Maine Event: It's Wait & See With Senator Snowe

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Moving into today's vote, Congress is excited that its actually come close to a consensus on health care reform, a feat that has not been accomplished since the Roosevelt Era. But is it enough?


The Washington Post clearly lays out the content of the Finance Bill:

The Finance Committee's bill is the only legislation on the table that meets Obama's objectives of providing coverage to the uninsured and barring insurance discrimination based on sex and preexisting conditions, among other factors - all for less than $900 billion over 10 years, and without adding to the deficit.

Many liberal Democrats, however, view the panel's effort as too meek in key areas, something they say is a reflection of three months of negotiations with Republicans and the moderate leanings of many Democrats on the committee.

The measure does not mandate that businesses provide coverage to their workers. Committee members defeated two versions of a government insurance option. And the bill would tax high-value policies that, to the dismay of many liberal lawmakers, could affect some union households.

Time further explains:

The bill includes consumer protections such as limits on copays and deductibles and relies on federal subsidies to help lower-income families purchase coverage. Insurance companies would have to take all comers, and people could shop for insurance within new state marketplaces called exchanges.

Medicaid would be expanded, and though employers wouldn't be required to cover their workers, they'd have to pay a penalty for each employee who sought insurance with government subsidies. The bill is paid for by cuts to Medicare providers and new taxes on insurance companies and others.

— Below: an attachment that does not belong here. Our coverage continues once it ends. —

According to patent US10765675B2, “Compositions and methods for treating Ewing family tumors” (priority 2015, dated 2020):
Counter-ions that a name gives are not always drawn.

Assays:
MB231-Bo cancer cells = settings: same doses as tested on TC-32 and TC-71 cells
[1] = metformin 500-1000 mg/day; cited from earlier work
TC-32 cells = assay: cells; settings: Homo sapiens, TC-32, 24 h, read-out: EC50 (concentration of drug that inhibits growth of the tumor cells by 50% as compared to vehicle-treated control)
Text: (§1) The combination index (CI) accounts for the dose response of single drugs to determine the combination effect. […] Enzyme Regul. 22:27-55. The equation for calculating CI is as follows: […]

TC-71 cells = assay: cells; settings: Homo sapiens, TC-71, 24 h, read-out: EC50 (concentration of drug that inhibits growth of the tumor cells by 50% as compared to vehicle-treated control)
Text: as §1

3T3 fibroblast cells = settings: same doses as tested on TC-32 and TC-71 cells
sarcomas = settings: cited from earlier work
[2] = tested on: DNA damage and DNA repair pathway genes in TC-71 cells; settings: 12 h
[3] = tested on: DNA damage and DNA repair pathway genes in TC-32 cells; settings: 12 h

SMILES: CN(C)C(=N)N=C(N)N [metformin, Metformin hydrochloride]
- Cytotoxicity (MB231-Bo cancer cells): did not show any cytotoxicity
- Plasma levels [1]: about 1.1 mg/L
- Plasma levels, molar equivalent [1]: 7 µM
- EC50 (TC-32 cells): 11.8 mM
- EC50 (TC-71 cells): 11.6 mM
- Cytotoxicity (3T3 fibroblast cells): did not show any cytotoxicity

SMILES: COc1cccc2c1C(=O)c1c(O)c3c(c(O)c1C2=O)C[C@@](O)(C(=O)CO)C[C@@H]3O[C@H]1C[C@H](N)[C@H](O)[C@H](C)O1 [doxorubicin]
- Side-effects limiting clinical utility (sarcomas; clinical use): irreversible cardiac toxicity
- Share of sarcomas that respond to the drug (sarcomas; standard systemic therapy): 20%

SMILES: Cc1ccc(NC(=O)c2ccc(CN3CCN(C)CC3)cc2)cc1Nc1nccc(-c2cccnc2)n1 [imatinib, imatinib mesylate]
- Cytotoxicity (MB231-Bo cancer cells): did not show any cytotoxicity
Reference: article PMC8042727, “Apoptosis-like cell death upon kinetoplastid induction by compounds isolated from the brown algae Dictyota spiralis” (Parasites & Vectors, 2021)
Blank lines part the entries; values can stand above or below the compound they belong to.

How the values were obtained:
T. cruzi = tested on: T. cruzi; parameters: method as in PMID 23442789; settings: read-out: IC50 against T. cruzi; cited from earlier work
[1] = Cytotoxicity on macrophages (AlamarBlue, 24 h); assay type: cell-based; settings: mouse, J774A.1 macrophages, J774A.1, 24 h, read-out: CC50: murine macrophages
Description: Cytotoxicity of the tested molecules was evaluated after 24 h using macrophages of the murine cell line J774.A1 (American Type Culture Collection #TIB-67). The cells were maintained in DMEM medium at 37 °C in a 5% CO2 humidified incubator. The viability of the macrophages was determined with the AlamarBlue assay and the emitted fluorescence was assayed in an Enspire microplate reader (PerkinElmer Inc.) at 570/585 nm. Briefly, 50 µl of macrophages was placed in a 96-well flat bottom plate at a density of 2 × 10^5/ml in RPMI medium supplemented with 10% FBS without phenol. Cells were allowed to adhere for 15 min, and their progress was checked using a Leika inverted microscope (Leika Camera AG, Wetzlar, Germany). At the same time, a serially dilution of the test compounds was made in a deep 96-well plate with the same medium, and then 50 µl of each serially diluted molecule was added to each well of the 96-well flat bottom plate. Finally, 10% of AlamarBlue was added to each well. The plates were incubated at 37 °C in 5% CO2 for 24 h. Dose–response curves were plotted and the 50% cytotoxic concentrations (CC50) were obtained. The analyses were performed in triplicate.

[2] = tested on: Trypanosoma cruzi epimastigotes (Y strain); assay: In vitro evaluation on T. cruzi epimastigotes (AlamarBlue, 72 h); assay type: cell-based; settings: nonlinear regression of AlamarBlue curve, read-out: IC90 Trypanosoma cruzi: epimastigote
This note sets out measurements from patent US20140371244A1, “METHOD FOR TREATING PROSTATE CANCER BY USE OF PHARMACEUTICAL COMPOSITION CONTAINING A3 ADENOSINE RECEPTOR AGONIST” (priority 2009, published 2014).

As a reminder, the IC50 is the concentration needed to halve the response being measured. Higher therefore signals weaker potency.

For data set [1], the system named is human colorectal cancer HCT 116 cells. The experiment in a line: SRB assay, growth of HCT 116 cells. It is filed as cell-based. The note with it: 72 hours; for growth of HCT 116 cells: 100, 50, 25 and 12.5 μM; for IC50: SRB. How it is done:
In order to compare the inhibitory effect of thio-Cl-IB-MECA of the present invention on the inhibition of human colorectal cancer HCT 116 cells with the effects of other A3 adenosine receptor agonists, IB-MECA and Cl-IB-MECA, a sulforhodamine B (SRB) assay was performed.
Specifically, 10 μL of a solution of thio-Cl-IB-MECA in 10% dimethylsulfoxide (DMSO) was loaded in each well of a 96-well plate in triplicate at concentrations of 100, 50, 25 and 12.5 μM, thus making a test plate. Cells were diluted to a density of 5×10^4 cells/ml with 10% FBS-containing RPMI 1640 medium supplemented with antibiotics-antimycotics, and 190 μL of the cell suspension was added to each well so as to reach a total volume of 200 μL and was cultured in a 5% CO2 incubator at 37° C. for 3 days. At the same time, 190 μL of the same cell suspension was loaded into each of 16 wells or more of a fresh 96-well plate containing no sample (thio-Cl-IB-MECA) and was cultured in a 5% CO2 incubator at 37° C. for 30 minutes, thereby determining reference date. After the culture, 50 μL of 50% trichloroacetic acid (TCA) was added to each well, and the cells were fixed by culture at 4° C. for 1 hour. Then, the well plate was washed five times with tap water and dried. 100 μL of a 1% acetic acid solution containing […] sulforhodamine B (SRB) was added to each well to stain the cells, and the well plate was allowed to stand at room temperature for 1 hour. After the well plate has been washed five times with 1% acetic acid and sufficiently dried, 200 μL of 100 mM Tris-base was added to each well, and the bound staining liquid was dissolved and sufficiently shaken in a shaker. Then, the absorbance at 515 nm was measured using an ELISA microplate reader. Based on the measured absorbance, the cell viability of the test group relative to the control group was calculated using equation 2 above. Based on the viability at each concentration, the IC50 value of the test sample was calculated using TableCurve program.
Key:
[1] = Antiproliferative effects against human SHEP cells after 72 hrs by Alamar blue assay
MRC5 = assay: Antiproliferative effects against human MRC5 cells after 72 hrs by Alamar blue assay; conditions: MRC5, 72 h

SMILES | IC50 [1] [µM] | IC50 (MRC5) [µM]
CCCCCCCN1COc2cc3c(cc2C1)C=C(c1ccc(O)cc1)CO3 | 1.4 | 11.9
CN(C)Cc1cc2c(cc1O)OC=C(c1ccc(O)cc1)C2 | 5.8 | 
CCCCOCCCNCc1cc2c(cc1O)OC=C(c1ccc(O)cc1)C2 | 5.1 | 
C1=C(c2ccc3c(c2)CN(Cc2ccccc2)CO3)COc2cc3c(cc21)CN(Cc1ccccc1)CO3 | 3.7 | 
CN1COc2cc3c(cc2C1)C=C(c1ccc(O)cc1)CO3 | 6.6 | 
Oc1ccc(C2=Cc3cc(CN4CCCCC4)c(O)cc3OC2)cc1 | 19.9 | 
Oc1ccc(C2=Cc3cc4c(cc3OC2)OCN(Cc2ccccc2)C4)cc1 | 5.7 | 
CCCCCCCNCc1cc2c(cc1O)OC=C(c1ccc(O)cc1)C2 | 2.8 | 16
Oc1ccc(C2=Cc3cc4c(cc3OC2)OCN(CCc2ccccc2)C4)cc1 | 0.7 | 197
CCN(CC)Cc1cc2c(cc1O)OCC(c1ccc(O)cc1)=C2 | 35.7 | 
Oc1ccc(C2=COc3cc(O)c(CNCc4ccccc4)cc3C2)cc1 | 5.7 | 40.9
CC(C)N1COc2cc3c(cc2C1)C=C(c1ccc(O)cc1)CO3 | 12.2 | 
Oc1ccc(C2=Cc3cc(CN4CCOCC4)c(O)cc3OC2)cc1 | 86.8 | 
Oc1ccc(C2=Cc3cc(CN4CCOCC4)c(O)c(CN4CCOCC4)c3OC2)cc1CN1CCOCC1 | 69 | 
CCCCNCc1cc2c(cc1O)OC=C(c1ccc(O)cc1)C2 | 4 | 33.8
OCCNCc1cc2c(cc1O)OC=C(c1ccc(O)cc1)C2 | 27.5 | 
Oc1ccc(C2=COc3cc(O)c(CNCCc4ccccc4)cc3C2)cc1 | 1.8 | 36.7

Unlike the other health care bills in Congress, Baucus' would not allow the government to sell insurance in competition with private companies, a divisive element sought by liberals.

Last-minute changes made subsidies more generous and softened the penalties for those who don't comply with a proposed new mandate for everyone to buy insurance. The latter change drew the ire of the health insurance industry, which said that without a strong and enforceable requirement not enough people would get insured, and premiums would jump for everyone else.

Olympia Snowe is widely expected to be the game changer in these debates.

One big question that will be answered with Tuesday's Finance Committee vote is whether Sen. Olympia J. Snowe (Maine) will remain at the table as the sole GOP negotiator involved in shaping the legislation as it moves forward. Snowe, a moderate, is promoting a plan that would create government coverage if private insurers do not offer affordable premiums. White House officials have indicated support for her approach, and Obama raised the issue during a phone conversation with the senator on Thursday, while prodding her about her vote. "He definitely was fishing," said Snowe, who remains noncommittal.


Snowe lives and breathes noncommittal. Every time I do a health care post, I ignore the news on Snowe, because it's always some variant on "let's wait and see." However, the Politico is reading the political tea leaves and has provided a guide to Snowe's potential votes and the possible outcomes:

—SNOWE VOTES "YES": Clearly the outcome Baucus is rooting for, as he made a lot of concessions to bring her onboard. The bipartisan nod Snowe brings to the bill strengthens Baucus' hand as he, Reid and Dodd merge the Health and Finance committee bills. Snowe's buy-in makes it easier for Baucus and Reid to sell reform to moderate Democrats – think Landrieu, Ben Nelson, Bayh – who are arguably more conservative than Snowe. And it positions Snowe to grab a bigger seat at the decision-making table as Reid crafts a bill to send to the Senate floor. Not to mention, the headlines all laud Baucus for landing a Republican vote and give Democrats the big mo. Look for Republicans to push back hard against any narrative that suggests one GOP vote makes the bill bi-partisan.